And oh, did I mention, we have a new grandchild, Little Boy Schweid, 8 lbs. 10 ounces, 21 " long. Abe's first from his own children. I printed the pictures out, hung them on the wall and he sits smiling at them. When one life wanes, another comes along to bring us new pleasure - which we can certainly use at this time - and new hope. He even remembered the name of his first wife today. And mine too - I think. Better go check! Do you believe I can still get jealous! Oh, the human condition: our smallnesses and foibles, at least mine...

Wednesday, August 10, 2005

first day

today the first day of adult day care i rush back before the designated time so fearful for the minutes spent away from me and safety. in a round room two more elderly men aware and not aware, smile and don't smile. a younger woman in a wheel chair. a table. an aide. a jigsaw puzzle. abe reads the national geographic, looks up, sees me. he's happy to see me, wondered was i coming back ...

Sunday, August 07, 2005

they'll page me when you get here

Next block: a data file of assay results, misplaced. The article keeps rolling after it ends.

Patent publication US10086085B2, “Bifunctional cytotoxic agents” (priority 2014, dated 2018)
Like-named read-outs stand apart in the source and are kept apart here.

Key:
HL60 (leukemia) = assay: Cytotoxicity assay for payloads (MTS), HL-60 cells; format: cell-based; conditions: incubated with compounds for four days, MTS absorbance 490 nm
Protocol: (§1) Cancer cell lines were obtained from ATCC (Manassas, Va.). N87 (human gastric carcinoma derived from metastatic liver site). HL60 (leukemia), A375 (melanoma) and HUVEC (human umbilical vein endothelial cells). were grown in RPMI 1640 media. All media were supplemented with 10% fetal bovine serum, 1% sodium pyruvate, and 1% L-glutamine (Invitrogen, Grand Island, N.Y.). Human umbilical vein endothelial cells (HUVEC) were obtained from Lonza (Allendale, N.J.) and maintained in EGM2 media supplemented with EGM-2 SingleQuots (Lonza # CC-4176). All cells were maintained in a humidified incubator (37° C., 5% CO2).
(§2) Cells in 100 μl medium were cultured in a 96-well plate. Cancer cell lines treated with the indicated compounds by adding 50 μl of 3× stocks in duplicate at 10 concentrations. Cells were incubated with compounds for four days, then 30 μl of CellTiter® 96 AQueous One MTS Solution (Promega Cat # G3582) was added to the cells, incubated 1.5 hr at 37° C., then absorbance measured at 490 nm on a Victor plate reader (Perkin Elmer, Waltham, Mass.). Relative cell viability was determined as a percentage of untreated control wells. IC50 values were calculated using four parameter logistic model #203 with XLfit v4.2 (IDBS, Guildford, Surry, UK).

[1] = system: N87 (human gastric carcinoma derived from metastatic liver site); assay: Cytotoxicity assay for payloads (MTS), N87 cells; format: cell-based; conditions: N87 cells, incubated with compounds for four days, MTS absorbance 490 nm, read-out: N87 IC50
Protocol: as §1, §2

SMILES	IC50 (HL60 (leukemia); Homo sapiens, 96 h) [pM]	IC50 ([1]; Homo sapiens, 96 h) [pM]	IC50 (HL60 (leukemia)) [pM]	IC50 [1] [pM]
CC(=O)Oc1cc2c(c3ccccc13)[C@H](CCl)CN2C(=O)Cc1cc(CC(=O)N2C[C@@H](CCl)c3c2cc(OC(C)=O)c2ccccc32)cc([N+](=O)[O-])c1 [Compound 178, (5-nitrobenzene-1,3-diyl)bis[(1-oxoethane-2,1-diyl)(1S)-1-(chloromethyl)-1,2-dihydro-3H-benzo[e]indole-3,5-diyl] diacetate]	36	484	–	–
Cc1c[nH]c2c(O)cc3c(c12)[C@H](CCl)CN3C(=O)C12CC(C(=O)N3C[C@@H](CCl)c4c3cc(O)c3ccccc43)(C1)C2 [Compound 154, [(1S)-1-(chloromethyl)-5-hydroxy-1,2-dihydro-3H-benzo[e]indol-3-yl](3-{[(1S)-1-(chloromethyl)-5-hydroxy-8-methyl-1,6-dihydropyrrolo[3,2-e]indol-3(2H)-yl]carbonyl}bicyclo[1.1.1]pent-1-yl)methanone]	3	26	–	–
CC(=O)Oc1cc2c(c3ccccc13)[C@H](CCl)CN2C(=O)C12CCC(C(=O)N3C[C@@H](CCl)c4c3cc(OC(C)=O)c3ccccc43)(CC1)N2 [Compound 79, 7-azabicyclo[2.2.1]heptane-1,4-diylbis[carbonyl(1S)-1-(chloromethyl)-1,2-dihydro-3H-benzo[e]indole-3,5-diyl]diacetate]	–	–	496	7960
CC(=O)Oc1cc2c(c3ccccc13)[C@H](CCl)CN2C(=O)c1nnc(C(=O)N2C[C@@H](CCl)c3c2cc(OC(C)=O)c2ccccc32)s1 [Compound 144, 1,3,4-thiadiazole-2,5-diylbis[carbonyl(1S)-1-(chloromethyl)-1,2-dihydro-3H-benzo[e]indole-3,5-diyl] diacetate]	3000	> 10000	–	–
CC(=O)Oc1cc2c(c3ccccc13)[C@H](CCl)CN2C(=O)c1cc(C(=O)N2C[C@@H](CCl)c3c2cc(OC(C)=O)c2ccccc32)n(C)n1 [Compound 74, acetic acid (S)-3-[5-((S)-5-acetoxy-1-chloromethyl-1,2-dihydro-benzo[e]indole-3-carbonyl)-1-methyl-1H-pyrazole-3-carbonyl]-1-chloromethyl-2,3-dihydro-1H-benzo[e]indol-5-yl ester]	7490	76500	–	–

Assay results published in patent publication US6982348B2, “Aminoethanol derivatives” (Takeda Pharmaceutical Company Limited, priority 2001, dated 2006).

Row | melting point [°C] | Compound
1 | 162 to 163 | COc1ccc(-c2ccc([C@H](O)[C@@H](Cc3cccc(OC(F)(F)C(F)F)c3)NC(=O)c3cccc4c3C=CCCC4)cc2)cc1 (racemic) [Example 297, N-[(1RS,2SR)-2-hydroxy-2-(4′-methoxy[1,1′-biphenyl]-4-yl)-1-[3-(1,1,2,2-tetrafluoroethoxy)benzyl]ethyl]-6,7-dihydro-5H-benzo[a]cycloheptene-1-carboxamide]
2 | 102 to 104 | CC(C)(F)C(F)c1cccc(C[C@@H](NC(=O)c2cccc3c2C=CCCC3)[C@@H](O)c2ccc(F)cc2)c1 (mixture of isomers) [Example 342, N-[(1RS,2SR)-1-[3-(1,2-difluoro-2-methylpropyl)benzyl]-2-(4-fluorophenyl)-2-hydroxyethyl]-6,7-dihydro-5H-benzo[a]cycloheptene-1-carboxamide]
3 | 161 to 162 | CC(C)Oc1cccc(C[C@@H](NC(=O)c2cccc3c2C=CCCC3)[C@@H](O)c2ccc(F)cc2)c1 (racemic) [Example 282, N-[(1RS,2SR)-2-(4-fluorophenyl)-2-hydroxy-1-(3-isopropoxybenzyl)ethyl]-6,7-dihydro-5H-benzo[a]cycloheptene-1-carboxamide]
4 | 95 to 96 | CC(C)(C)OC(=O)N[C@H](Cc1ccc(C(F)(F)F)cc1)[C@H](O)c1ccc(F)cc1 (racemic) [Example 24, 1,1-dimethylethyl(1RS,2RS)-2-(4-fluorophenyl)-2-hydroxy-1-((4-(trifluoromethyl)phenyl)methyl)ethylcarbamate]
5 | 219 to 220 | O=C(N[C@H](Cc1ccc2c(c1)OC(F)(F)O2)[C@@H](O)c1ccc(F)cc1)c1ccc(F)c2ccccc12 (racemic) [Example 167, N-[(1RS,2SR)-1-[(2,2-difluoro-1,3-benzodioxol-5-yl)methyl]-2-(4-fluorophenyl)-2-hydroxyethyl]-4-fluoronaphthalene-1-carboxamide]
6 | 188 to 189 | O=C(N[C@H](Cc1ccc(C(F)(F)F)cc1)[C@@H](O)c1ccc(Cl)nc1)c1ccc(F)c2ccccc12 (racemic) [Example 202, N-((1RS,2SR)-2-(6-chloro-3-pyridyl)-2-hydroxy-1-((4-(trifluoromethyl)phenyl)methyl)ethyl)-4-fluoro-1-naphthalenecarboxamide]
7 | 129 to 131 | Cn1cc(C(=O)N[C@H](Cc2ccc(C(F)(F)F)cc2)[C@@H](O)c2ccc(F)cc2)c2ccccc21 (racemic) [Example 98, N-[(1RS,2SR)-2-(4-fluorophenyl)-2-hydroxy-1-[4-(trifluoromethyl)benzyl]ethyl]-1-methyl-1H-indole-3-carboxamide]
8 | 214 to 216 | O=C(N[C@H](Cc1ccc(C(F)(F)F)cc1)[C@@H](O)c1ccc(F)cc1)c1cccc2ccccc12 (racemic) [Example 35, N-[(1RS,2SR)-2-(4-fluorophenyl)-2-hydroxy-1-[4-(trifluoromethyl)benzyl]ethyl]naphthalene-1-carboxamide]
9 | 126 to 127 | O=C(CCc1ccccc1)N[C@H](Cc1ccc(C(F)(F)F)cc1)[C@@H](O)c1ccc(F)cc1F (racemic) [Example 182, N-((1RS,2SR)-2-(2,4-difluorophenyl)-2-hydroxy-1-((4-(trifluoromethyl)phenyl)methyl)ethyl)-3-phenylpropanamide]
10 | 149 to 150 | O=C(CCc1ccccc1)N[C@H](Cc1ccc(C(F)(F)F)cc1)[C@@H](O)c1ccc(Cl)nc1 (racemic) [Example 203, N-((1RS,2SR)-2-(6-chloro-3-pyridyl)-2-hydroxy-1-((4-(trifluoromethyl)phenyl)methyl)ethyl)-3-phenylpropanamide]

hospital all night
he's fine
forgetting to hear
the forty-five minutes
he backed and forthed
into a chair
trying to remember
how to sit down
what do they teach
in medical school?
possible TIA
he can go home

what about the test to predict if he'll have a full-blown stroke in seven days it won't do any good you wouldn't want him to have that big a surgery in his condition would you why not he could die he's dying anyway every day another piece of him is gone what about an angiogram? an mri? ... they'll page me when you get here. we'll talk.
He didn't have a TIA; he'd had a fever, which kicked up the Alzheimer's, fast.

The doc turned out to be lovely, stayed with me more than an hour. She has a 6 month old baby and her mother has Alzheimer's. She called in a social worker for us, and on a Sunday. While the social worker was in the room, I saw that piece of Alzheimer's I'd only read about before tonight - more of the repetitive movements, again and again the folding: a bedspread here, a nightgown there.

Over and over, the folding, until corners matched up just so, the folds just right/precise. They had to be precise. It was his job and he was doing it, just as he had to find a way to sit in the chair by himself. It might have taken him 45 minutes, but he completed the task.

He found a way to sit down, without my help. He might as well have been at work reading a slide or performing an autopsy, so filled with concentration was he. By the time he snapped out of it, I'd finish sobbing; our rhythm was just right too.

The social worker said: You've never seen him do that before? No. Get used to it. That's what they do.

Saturday, August 06, 2005

the words won't stick to my cortex


I ask him:
What's happening?
The words won't to my cortex,
he says.
Yes, stick.